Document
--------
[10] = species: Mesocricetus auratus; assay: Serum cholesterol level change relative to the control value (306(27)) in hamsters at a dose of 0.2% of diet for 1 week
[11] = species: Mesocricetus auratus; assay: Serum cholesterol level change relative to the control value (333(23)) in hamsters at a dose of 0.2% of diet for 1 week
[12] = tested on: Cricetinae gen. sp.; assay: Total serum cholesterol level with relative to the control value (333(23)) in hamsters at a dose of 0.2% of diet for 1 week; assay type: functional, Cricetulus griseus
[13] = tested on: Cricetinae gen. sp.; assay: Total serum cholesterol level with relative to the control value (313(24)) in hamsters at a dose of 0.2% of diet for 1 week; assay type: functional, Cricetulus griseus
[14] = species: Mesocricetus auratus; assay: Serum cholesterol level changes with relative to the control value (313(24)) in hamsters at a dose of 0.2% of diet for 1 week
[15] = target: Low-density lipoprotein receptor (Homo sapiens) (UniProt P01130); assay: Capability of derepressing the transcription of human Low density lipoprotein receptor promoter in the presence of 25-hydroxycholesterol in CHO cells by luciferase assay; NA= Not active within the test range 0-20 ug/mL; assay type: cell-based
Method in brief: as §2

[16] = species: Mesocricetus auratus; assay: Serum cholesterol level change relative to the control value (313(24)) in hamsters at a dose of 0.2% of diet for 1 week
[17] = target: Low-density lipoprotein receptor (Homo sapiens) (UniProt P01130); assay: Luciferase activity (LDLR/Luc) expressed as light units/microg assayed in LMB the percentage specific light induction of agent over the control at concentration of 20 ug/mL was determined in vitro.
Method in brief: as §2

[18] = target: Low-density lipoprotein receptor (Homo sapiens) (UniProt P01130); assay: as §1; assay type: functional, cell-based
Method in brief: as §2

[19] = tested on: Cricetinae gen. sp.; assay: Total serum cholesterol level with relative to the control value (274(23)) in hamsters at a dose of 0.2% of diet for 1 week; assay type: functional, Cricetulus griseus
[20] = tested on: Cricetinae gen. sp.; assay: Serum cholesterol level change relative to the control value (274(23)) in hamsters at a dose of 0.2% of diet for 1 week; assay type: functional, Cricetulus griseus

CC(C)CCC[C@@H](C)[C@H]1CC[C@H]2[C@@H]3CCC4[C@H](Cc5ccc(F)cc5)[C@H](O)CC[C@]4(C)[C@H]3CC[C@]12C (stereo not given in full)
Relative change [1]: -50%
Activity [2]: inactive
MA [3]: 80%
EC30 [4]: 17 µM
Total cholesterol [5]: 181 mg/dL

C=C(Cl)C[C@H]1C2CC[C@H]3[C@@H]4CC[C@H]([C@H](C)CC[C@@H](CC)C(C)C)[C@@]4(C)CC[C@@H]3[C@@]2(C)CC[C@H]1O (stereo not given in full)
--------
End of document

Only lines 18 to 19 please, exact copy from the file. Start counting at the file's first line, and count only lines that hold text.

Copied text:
MA [3]: 80%
EC30 [4]: 17 µM